A top Senate Republican on Saturday touted a major Senate cyber bill aimed at better protecting privacy. 
“Cyber-criminals and our foreign adversaries are probing our computer systems and stealing our data,” he said in the GOP’s weekly address. 
“As a result, your social security number, addresses, date of birth, financial information, family history and more is available to hackers.”
He said companies like Target, Sony, JP Morgan and Anthem Blue Cross Blue Shield have been hacked, putting their customers' information at risk. 
Burr said the bill would create “a cybersecurity information-sharing environment that works much like a neighborhood watch program — allowing all participants to get a better understanding of the current cybersecurity threats that may be used against them.”
The nation’s biggest cyber weakness is that there isn’t an “accurate or real-time insight into the damage that’s caused by cyber-attacks," he said.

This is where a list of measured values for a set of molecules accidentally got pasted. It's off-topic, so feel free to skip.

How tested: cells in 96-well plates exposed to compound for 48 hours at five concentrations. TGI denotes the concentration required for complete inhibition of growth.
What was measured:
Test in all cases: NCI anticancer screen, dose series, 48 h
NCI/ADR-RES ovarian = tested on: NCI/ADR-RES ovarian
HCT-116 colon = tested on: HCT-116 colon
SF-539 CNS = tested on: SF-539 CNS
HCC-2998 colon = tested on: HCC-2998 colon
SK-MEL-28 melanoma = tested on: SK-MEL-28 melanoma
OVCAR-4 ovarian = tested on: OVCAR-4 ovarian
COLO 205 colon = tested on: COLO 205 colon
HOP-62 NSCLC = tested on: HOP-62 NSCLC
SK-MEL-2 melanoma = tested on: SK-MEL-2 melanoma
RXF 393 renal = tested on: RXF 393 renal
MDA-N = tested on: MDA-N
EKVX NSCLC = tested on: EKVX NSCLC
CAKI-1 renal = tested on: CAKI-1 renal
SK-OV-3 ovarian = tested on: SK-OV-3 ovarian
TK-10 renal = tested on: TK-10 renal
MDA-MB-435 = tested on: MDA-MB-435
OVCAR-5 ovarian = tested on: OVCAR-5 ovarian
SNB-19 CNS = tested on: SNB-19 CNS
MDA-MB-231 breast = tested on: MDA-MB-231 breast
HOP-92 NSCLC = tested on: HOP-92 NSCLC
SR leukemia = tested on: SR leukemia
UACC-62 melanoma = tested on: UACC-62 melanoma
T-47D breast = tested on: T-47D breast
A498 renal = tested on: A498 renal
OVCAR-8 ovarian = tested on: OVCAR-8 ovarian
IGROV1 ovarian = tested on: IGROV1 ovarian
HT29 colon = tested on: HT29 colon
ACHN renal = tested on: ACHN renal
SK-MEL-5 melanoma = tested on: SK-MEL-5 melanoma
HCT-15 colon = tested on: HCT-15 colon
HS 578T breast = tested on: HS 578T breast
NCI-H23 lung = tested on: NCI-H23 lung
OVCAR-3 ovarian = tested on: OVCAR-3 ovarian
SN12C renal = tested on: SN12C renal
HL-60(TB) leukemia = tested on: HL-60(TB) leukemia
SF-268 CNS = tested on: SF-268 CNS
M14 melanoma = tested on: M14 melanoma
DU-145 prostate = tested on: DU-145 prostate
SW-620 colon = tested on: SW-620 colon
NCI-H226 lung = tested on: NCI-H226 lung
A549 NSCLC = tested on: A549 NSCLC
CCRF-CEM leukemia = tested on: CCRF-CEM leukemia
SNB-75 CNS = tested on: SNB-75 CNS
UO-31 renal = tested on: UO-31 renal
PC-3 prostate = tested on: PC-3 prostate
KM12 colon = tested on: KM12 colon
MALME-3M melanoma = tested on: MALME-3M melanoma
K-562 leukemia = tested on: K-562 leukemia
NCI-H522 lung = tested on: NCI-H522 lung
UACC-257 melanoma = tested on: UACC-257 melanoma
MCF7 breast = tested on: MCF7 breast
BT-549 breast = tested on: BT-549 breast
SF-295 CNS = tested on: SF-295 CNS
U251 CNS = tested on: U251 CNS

“This threat is real, and the increasing number of attacks has a tangible impact on our economy and our national security." 
He said the bill requires a company to remove private data before sharing anything with the government. And companies would only be only allowed to pass along information directly related to a cyber-attack.
Still, the bill drew fire from some privacy advocates who argued it would allow the National Security Agency to collect sensitive data on Americans.
“After hundreds of calls with the government, business community and civil liberties groups,” Burr said he is confident that the measure is “a balanced approach that will help your private information stay just that way – private.”